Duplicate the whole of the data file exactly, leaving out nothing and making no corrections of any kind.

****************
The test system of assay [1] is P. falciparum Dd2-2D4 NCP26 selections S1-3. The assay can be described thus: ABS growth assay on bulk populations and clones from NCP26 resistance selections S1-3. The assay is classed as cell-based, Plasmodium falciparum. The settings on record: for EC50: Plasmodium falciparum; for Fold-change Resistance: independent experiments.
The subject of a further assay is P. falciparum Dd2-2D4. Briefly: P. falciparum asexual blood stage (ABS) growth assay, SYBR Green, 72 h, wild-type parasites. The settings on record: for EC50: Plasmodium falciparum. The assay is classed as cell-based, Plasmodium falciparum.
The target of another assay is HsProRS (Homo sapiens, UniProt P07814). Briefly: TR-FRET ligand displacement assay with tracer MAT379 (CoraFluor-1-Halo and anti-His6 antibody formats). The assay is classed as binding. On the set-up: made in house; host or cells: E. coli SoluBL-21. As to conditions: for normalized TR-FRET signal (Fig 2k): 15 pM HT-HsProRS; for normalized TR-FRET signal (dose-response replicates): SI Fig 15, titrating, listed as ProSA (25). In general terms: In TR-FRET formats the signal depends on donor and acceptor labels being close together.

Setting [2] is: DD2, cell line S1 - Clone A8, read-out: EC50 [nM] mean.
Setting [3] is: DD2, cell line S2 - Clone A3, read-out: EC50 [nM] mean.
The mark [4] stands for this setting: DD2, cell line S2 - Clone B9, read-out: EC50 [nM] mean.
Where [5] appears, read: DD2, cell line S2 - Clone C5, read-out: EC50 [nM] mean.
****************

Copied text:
The test system of assay [1] is P. falciparum Dd2-2D4 NCP26 selections S1-3. The assay can be described thus: ABS growth assay on bulk populations and clones from NCP26 resistance selections S1-3. The assay is classed as cell-based, Plasmodium falciparum. The settings on record: for EC50: Plasmodium falciparum; for Fold-change Resistance: independent experiments.
The subject of a further assay is P. falciparum Dd2-2D4. Briefly: P. falciparum asexual blood stage (ABS) growth assay, SYBR Green, 72 h, wild-type parasites. The settings on record: for EC50: Plasmodium falciparum. The assay is classed as cell-based, Plasmodium falciparum.
The target of another assay is HsProRS (Homo sapiens, UniProt P07814). Briefly: TR-FRET ligand displacement assay with tracer MAT379 (CoraFluor-1-Halo and anti-His6 antibody formats). The assay is classed as binding. On the set-up: made in house; host or cells: E. coli SoluBL-21. As to conditions: for normalized TR-FRET signal (Fig 2k): 15 pM HT-HsProRS; for normalized TR-FRET signal (dose-response replicates): SI Fig 15, titrating, listed as ProSA (25). In general terms: In TR-FRET formats the signal depends on donor and acceptor labels being close together.

Setting [2] is: DD2, cell line S1 - Clone A8, read-out: EC50 [nM] mean.
Setting [3] is: DD2, cell line S2 - Clone A3, read-out: EC50 [nM] mean.
The mark [4] stands for this setting: DD2, cell line S2 - Clone B9, read-out: EC50 [nM] mean.
Where [5] appears, read: DD2, cell line S2 - Clone C5, read-out: EC50 [nM] mean.